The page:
This article was published on August 27, 2010

Can 48ers beat Google in the realtime social goldrush?

Can 48ers beat Google in the realtime social goldrush?
Martin Bryant
Story by

Martin Bryant


Martin Bryant is founder of Big Revolution, where he helps tech companies refine their proposition and positioning, and develops high-qualit Martin Bryant is founder of Big Revolution, where he helps tech companies refine their proposition and positioning, and develops high-quality, compelling content for them. He previously served in several roles at TNW, including Editor-in-Chief. He left the company in April 2016 for pastures new.

Realtime social search is a fast-growing part of the web but is there room for another competitor? The team behind new search engine 48ers thinks so.

Services like OneRiot and Topsy are carving out a niche by helping to make sense of what’s happening online right now. Google is serious about realtime too; only yesterday it gave its social search results their own page and some new tools.

Recently entering the fray, 48ers claims to be faster and return more results than the competition. Its interface is clean and easy to understand. Simply enter a search term and after a short wait to return results, it brings back the latest updates from Twitter, Facebook, Buzz, Digg and Delicious.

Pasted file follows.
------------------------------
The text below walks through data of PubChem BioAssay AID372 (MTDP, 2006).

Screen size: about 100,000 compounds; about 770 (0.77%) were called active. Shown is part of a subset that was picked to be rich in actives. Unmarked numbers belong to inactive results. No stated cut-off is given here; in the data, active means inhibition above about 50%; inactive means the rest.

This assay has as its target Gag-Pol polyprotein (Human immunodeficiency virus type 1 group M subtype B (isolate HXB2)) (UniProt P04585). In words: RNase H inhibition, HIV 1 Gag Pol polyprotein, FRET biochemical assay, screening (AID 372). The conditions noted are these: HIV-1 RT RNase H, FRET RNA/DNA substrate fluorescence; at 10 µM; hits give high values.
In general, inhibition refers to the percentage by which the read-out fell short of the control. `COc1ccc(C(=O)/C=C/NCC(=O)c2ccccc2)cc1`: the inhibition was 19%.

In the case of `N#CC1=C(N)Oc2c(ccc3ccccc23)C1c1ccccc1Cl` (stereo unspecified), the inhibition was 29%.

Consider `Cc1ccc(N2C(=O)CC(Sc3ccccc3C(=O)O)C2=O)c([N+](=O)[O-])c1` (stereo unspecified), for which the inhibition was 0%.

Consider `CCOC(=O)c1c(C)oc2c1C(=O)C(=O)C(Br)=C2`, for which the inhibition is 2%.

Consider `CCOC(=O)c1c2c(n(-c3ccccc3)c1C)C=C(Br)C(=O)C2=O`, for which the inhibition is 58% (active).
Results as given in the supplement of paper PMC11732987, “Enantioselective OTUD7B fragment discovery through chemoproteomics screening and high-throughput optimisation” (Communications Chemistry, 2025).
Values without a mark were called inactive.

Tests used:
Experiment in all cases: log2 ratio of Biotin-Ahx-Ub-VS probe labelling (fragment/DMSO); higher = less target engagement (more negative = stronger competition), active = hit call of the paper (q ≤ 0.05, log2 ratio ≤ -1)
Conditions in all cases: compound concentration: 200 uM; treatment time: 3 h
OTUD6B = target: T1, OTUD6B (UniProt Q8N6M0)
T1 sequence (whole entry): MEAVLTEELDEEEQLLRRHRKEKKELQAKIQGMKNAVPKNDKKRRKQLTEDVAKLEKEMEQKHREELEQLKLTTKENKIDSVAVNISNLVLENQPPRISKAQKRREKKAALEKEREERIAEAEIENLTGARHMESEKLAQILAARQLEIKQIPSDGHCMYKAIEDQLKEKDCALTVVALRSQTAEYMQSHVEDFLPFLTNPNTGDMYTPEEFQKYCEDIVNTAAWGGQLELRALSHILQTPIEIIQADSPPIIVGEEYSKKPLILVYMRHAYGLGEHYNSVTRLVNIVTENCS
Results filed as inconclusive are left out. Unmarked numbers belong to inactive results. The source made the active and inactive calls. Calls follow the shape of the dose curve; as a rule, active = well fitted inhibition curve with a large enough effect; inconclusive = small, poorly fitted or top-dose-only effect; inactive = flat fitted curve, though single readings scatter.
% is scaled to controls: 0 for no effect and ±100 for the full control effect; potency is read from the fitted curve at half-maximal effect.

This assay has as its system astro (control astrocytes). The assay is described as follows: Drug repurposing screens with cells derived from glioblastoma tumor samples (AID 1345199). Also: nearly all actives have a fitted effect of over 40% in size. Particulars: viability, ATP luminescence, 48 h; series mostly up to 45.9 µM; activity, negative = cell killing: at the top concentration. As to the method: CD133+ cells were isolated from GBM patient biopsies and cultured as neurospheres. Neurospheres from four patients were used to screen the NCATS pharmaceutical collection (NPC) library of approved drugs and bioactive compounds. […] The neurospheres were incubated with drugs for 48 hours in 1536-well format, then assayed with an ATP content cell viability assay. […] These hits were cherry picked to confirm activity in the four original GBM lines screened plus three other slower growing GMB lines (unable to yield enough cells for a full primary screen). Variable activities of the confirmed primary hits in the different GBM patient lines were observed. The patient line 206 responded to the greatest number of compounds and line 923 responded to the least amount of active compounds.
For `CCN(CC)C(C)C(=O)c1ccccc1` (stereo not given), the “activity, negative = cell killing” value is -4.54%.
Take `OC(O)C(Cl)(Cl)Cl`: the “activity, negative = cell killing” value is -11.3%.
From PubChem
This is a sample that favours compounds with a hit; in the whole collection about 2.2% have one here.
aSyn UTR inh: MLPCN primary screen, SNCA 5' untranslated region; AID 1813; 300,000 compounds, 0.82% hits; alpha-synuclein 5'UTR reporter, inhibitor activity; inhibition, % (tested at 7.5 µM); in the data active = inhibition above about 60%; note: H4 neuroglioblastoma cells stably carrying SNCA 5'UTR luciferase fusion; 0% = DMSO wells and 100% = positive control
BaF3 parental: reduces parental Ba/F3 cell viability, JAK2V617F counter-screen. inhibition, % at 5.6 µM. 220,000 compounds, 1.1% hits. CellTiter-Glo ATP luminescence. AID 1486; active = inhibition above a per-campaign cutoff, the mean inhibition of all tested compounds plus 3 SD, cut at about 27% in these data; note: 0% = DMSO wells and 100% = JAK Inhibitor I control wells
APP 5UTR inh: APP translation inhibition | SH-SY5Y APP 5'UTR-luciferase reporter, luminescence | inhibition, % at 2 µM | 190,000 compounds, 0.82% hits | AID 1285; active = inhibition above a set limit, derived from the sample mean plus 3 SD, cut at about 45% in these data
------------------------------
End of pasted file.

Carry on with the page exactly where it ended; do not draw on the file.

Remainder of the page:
The standout feature is the ability to quickly filter by source. What are Facebook users saying about the latest hot news story compared to Twitter users? With 48ers it’s easy to see. There are also quick links to trending topics and common ‘useful searches’, such as “Breaking news” and “% discount” for helping to find deals.

UK-based co-founder Mike Whyley says that 48ers returns more results than OneRiot and Topsy. Our tests appear to confirm that claim, certainly in terms of the speed that they are returned. It’s worth noting, though that 48ers is concentrating purely on tweets, status updates and other microblog-type updates, whereas OneRiot and Topsy return results from the broader web too.

As for Google’s latest move in this space, Whyley isn’t concerned. “Based on our testing, their results are still not as ‘realtime’ as ours so we still feel that ours offers a competitive advantage here.” At The Next Web, our tests found them to be pretty much on a par in terms of recency of results, with Google being faster to load initial results. Besides speed, the choice between the two comes down to the type of filtering you prefer. 48ers can filter by source service, while Google offers location, recency and images as filters.

For the future, Whyley says they have some interesting plans to develop 48ers with sentiment analysis, an API, alerts and location search. “We also have (in development) what we hope will be a great feature which is allowing a filter which allows users to ‘filter the noise’ – so that the more prominent realtime discussions and comments around a brand or particular term rise to the fore.”

As for the unusual name? There’s a bit of a story there. Whyley explains: “The Californian Gold Rush began on January 24, 1848 at Sutter’s Mill, in Coloma, California. Some of the earliest fortune seekers were known as the ’49ers’, but the very first pioneers were known as the ’48ers’. These gold-seekers uncovered nuggets of gold worth thousands of dollars. We named our service after them as our aim is to help our users find nuggets of gold from conversations across the web.”

So now you know. 48ers is in beta and open to use now.